Isabel> I love working with first time filmmakers, directors, cinematographers, screenwriters. Helping them to see their hard-earned work come to life is always rewarding.


LBB> How has production changed since you started your career? 

Isabel> Almost everything has changed! When I started, the majority of movies were shot on 35mm film. Now, everything is digital, to the cameras projects are shot on, to their deliverables. Streaming services like Netflix and Hulu were not even in existence, so seeing that form and become as popular as they are now is astonishing. 


LBB> And what has stayed the same? 

Isabel> The starry-eyed filmmakers seeing their passion projects come to life.


LBB> What do you think is the key to being an effective producer - and is it something that’s innate or something that can be learned? 

Isabel> Resourcefulness and killer problem-solving skills, which can be learned. You have to be adaptable, and aware that you did not choose a 9-5 profession. There will be late nights, and seven-day work weeks.


LBB> Producers always have the best stories. What’s the hairiest / most insane situation you’ve found yourself in and how did you work your way out of it? 

Isabel> This was in my day as a production assistant on a TV show, but I once had to drive three hours (there and back) to pick up a custom-made leather harness for a pig. This was for a cooking show, so you can imagine how crazy that was.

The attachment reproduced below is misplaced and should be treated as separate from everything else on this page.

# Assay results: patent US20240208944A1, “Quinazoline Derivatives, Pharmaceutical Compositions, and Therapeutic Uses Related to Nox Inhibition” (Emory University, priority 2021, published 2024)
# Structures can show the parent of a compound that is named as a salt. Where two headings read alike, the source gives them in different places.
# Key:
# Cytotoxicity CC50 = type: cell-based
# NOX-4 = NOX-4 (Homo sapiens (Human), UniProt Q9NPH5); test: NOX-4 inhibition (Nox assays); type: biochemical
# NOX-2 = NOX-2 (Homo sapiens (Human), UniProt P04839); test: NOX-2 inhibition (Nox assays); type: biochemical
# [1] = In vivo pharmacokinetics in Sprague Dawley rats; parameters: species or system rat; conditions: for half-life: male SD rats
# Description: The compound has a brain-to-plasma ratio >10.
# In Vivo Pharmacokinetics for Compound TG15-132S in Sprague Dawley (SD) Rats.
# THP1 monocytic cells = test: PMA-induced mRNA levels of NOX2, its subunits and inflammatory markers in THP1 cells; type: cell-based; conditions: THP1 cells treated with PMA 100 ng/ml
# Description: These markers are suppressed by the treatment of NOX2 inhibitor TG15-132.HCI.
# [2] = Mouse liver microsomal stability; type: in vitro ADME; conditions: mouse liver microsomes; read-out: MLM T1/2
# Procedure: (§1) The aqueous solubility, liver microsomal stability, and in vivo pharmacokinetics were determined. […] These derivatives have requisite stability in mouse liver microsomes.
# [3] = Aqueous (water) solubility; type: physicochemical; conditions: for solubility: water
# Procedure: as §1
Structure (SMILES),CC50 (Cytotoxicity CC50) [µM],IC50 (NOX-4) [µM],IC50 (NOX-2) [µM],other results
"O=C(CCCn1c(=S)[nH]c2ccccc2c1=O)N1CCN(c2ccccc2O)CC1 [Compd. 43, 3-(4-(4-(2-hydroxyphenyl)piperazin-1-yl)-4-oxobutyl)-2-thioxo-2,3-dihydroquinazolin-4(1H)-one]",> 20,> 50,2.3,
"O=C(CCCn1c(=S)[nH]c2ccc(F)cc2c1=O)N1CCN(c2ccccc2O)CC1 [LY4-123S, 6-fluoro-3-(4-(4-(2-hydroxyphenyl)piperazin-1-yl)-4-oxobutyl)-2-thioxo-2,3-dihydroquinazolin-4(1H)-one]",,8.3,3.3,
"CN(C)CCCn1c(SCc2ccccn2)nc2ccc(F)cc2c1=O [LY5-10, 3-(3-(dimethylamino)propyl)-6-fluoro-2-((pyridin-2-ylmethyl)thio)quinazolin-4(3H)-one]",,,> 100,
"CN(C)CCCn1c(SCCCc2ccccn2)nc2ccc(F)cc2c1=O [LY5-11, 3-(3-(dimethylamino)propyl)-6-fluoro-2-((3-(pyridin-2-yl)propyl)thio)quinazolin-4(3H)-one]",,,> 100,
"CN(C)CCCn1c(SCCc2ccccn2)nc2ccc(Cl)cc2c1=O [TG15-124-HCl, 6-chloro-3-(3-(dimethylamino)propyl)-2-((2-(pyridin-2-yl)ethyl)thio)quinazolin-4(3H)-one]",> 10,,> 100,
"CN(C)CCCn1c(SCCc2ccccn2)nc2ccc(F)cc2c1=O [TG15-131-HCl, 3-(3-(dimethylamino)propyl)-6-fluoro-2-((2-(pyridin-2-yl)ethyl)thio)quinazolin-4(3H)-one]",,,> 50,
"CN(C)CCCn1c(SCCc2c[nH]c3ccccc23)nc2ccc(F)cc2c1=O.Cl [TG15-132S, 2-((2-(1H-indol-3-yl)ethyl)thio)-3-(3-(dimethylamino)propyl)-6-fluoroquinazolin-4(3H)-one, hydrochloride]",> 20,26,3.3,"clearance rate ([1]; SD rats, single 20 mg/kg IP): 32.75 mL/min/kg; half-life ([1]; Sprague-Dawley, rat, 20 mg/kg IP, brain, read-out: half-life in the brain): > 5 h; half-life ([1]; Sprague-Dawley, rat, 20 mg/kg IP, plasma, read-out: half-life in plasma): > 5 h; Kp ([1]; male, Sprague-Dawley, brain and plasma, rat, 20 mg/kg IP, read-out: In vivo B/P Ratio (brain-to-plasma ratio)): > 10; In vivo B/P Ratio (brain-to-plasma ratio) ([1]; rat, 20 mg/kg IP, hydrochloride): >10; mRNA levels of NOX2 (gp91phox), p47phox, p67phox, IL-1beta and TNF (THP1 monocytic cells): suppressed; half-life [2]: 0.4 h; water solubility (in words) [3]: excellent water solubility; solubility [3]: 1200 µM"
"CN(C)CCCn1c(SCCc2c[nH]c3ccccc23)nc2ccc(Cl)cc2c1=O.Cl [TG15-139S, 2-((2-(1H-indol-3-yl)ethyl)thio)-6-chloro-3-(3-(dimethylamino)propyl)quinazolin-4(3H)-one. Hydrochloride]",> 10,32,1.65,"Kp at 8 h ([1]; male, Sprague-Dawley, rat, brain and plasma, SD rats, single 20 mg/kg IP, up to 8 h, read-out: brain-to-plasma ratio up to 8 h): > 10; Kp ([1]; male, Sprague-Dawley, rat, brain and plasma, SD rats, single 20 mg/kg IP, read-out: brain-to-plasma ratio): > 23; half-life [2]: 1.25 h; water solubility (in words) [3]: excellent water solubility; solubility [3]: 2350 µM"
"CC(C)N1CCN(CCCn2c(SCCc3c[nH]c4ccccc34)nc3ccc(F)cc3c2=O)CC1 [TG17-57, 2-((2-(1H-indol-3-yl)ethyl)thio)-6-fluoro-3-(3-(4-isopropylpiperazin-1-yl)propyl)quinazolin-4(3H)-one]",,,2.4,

LBB> What are your personal ambitions or aspirations as a producer?

Isabel> I eventually want to work my way up to a place where I can financially and resourcefully give women and POC filmmakers an accessible platform to create and distribute their work. The industry is still very white male dominated and we need to work harder to give others a voice.


LBB> As a producer your brain must have a neverending "to do" list. How do you switch off? What do you do to relax?

Isabel> Spending time with my family is very important to me, so when I’m with them, I try to shut work out as much as possible. I like to relax by doing art projects or reading with my four year old daughter.


LBB> Producers are problem solvers. What personally fuels your curiosity and drive? 

Isabel> I like how this job isn’t redundant. Every project is unique, which keeps work interesting.


LBB> What advice would you give to people who are interested in becoming a producer?

Isabel> If you’re in it for the glitz and glamour, producing is not for you.


LBB> From your experience what are the ingredients for a successful production?

Isabel> A hard-working and dedicated team who respect each other. 


LBB> What’s the key to a successful production-client relationship? 

Isabel> Trust and openness: Clients who are spending money don’t like being lied to. If something can’t be done for some reason, tell them! They’d rather hear the truth than hear empty promises. Being honest leads to lasting (and reoccurring) relationships.

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Assembly, Fri, 07 Jan 2022 08:16:35 GMT